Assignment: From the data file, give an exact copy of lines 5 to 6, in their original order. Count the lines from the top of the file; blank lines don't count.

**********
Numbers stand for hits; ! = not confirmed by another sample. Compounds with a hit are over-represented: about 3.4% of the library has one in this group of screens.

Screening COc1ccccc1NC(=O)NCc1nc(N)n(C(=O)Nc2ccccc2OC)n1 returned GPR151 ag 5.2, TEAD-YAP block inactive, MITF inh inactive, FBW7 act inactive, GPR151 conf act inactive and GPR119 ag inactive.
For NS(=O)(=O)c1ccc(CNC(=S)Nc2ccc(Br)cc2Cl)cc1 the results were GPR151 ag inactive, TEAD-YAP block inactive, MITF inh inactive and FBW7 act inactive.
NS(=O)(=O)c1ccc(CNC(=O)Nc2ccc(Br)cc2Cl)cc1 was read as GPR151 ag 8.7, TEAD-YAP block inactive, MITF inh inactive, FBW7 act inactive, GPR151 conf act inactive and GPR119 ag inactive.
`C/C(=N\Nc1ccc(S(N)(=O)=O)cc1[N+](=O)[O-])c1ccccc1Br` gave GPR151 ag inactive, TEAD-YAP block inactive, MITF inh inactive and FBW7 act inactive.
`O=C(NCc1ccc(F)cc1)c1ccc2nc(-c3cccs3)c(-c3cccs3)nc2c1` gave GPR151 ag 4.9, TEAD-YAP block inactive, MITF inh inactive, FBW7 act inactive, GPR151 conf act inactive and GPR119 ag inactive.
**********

`C/C(=N\Nc1ccc(S(N)(=O)=O)cc1[N+](=O)[O-])c1ccccc1Br` gave GPR151 ag inactive, TEAD-YAP block inactive, MITF inh inactive and FBW7 act inactive.
`O=C(NCc1ccc(F)cc1)c1ccc2nc(-c3cccs3)c(-c3cccs3)nc2c1` gave GPR151 ag 4.9, TEAD-YAP block inactive, MITF inh inactive, FBW7 act inactive, GPR151 conf act inactive and GPR119 ag inactive.